With reference to the alleged detaching of pages of the criminal case, respondent judge argues that he has no supervision over the Clerk of Court of RTC, Branch 58 and of the Municipal Circuit Trial Court of San Jose, Camarines Sur where the case originated. On the other hand, the error in pagination was the result of the mistakes of an overburdened utility worker in the court.[8] Respondent judge filed counter-charges against complainant for breach of Code of Professional Responsibility consisting of the following: 1. violation of Canon 10, Rule 10.02 (knowingly misguiding or misrepresenting the contents of a paper); 2. violation of Canon 10, Rule 10.01 (doing falsehood in court, misleading the court); and 3. violation of Canon 11, Rule 11.03 (for using offensive and menacing language before the court). Respondent judge claims that complainant deliberately and maliciously distorted some of his orders by misrepresenting their contents, thus- 1. The order of June 14, 1996 in which it was stated: Now going over the grounds stated in the first motion, the court believes that the same are not well-founded and meritorious. Rightly so, because they are anchored on the misappreciation of evidence and on clerical, if not, typographical errors. . . . According to respondent judge, complainant made it appear that the judge had admitted misappreciating the evidence of the prosecution in granting bail. 2. Likewise, respondent judge allegedly admitted that a court aide tampered with or altered the draft of the order granting bail. However, what respondent judge said in his order, dated June 19, 1995, correcting alleged errors in his order, dated March 24, 1995, granting bail, was the following: For utilizing an aide to type the order dated March 24, 1995 due to the volume of work of the stenographers as a consequence of the morning and afternoon hearings, errors were committed consisting of an omission of words or a word, misspelling and other clerical mistakes. ...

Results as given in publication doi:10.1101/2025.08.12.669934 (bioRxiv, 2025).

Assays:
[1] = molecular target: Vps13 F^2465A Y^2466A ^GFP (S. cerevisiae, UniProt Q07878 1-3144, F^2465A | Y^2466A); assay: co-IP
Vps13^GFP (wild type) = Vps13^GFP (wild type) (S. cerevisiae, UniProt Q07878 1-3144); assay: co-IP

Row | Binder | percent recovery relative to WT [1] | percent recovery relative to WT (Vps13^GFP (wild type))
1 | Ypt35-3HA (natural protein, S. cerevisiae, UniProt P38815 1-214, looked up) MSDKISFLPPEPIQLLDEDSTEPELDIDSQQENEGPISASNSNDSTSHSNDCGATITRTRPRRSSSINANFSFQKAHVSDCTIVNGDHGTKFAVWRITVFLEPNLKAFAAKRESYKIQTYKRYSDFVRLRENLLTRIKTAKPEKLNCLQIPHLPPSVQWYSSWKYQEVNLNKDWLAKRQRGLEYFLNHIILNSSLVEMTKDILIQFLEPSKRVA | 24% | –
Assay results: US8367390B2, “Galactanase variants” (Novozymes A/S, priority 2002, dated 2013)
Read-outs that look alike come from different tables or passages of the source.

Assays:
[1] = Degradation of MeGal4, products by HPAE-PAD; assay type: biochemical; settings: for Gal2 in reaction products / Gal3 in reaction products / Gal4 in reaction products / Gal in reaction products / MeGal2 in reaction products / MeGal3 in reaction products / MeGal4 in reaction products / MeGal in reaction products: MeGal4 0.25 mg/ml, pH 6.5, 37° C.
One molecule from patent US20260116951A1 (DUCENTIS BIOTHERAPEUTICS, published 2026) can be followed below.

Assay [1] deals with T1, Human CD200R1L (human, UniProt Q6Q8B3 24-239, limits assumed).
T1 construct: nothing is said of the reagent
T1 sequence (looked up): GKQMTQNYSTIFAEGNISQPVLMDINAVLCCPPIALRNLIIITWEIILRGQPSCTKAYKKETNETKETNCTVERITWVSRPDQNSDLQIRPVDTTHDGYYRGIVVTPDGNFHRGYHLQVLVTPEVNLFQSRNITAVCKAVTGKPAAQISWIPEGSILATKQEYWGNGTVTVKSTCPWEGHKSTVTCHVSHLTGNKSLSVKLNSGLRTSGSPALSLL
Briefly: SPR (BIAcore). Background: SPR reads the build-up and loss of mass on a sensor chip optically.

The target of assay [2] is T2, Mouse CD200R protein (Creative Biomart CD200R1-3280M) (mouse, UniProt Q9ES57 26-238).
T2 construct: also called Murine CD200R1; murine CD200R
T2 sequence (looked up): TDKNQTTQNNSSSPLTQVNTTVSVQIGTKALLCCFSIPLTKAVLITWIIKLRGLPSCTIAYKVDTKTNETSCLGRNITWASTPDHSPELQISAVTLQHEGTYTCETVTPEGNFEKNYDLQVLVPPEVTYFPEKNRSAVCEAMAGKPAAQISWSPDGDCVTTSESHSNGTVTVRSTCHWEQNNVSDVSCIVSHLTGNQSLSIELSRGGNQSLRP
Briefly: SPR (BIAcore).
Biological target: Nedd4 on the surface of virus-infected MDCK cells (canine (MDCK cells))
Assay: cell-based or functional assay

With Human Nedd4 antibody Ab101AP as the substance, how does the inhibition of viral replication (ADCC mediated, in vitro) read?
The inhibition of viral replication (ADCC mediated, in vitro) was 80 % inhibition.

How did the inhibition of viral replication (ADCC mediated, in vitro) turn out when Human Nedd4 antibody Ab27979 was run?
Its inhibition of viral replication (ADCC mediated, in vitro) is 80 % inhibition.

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3. Complainant misled the court when he stated in his Motion to Resolve Pending Motions, dated March 29, 1996, that the counter-affidavits of accused and his witness were attached to said motion when this was not so, as there were no such counter-affidavits in the records of the case. 4. Lastly, complainant in his Final Manifestation, dated June 20, 1996, stated: The PEOPLE OF THE PHILIPPINES, by the undersigned State Prosecutor and Acting Provincial Prosecutor on Case, to this Honorable Court respectfully manifests that should there be no favorable court action before the end of June 1996 . . . the undersigned will be constrained to file the necessary complaint before the Honorable Supreme Court . . . I. The Office of the Court Administrator recommends that respondent judge be found guilty of the charges against him. On April 19, 1999, however, complainant filed a Manifestation stating that the complaint against respondent judge has been rendered moot and academic by the decision of this Court in People v. Cabral[9] annulling the March 24, 1995 order granting bail of respondent judge. Hence, the preliminary question is whether, as a result of the decision in the aforesaid case for certiorari, this case has become moot and academic. We hold that the decision in the certiorari case has not in any way rendered this administrative case moot and academic. To the contrary, we think that because of that decision finding respondent judge guilty of grave abuse of discretion in issuing his order of March 24, 1995, there is more reason to proceed with the instant case to determine whether he is administratively liable. Grave abuse of discretion may constitute serious misconduct warranting discipline by this Court. Moreover, as this Court has said: Administrative actions cannot be made to depend upon the will of every complainant who may, for one reason or another, condone a detestable act. The Supreme Court does not, as a matter of course, dismiss administrative cases against members of the Bench on account of withdrawal of charges.[10] II. We thus proceed to determine whether respondent judge is guilty of the charges leveled against him, warranting the imposition of administrative sanctions.